Category Archive 'The Vice Presidency'

20 Jul 2016

Will Mike Pence Be the Real President?

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Pence will run domestic & foreign policy, while Donald naps.

The New York Times supplies another of those leaks indicating that Trump doesn’t really intend to do the job of being president.

One day this past May, Donald Trump’s eldest son, Donald Trump Jr., reached out to a senior adviser to Gov. John Kasich of Ohio, who left the presidential race just a few weeks before. As a candidate, Kasich declared in March that Trump was “really not prepared to be president of the United States,” and the following month he took the highly unusual step of coordinating with his rival Senator Ted Cruz in an effort to deny Trump the nomination. But according to the Kasich adviser (who spoke only under the condition that he not be named), Donald Jr. wanted to make him an offer nonetheless: Did he have any interest in being the most powerful vice president in history?

When Kasich’s adviser asked how this would be the case, Donald Jr. explained that his father’s vice president would be in charge of domestic and foreign policy.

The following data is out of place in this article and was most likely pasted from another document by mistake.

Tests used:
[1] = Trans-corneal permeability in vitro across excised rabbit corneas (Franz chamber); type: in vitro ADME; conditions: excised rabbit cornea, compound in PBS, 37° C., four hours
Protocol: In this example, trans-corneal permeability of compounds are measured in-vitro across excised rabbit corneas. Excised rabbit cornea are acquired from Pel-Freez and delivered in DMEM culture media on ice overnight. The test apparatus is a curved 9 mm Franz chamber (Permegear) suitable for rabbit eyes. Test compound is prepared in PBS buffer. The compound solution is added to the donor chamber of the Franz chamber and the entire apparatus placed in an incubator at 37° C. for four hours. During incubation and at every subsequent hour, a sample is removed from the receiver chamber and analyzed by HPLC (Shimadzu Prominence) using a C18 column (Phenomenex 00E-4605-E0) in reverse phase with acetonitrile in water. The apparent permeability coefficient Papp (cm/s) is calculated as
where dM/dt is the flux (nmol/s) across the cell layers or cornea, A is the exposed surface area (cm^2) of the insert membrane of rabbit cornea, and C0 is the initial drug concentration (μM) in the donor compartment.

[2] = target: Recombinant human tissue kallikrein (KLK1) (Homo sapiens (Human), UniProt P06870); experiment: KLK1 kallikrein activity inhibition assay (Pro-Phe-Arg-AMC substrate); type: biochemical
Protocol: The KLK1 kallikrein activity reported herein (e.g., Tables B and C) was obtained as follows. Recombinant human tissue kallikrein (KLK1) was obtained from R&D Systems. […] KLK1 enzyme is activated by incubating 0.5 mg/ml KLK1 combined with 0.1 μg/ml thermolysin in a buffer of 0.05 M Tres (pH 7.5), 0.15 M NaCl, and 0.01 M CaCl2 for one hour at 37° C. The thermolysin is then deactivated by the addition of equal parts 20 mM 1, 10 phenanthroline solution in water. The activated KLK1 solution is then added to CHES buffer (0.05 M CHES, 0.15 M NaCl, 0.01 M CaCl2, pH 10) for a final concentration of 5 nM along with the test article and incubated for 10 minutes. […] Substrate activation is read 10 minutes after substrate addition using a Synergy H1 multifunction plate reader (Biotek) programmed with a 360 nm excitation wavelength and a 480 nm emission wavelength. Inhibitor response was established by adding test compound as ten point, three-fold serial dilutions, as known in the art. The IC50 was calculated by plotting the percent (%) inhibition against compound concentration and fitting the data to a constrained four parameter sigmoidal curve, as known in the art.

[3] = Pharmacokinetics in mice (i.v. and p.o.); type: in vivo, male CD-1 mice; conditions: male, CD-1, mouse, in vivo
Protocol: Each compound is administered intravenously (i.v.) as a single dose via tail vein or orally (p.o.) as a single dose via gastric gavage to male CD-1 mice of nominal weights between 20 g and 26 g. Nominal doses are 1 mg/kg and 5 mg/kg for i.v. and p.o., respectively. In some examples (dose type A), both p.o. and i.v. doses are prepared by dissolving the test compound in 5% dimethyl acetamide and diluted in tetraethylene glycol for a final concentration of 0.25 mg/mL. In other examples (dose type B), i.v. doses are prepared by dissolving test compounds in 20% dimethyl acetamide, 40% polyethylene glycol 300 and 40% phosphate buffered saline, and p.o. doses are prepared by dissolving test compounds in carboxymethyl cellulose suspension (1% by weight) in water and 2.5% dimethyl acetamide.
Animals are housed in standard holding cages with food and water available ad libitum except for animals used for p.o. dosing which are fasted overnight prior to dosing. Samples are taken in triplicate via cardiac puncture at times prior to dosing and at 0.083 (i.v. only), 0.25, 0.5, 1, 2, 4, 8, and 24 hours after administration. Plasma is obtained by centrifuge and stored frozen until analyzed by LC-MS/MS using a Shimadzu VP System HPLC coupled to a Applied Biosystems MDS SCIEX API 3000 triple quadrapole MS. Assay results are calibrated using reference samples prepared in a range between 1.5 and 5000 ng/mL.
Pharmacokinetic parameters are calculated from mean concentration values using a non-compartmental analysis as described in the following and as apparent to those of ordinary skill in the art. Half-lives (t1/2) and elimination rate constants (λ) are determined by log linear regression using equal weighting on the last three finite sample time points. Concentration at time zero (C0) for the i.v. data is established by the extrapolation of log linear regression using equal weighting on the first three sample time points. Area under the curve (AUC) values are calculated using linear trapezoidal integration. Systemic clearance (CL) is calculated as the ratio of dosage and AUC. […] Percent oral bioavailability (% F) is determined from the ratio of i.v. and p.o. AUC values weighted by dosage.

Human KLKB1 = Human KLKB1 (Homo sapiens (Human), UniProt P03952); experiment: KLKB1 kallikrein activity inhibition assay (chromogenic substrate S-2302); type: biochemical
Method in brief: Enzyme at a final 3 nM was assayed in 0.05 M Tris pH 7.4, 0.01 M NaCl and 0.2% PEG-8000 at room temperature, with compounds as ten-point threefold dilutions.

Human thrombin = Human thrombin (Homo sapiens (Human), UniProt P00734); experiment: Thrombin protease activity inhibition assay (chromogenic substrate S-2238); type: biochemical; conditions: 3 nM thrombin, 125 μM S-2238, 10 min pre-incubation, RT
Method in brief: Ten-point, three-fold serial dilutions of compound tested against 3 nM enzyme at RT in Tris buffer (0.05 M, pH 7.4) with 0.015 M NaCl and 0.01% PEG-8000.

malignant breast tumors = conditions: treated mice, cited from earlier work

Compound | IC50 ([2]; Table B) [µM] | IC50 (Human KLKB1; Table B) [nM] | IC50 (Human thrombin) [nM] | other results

Then what, the adviser asked, would Trump be in charge of?

“Making America great again” was the casual reply. …

Ultimately, Trump chose Gov. Mike Pence of Indiana, not Kasich, to be his running mate.

Some years ago, I was Chief Operating Officer of a (much smaller than Trump’s) inherited New York real estate company. My principal, I expect, very much resembled Donald Trump in operating style. He did not care to be actively involved in the business every day. He had management (me) for that. He had every intention of retaining absolute power, but he was normally King Log. Only when questions of credit and compensation came up or when the requirements of the business made unwelcome demands upon him did he turn into King Stork. Most of the time, he simply didn’t want to know about it.

This kind of personally-convenient delegating of responsibility, while retaining ownership, final authority, and –in the end– taking credit for what other people do, is quite typical of the way a New York real estate mogul would run his empire.

One wonders how it will work when applied to running the US Executive Branch. Good luck to Mr. Pence. I can tell you that being the COO in such a regime has a lot of drawbacks.

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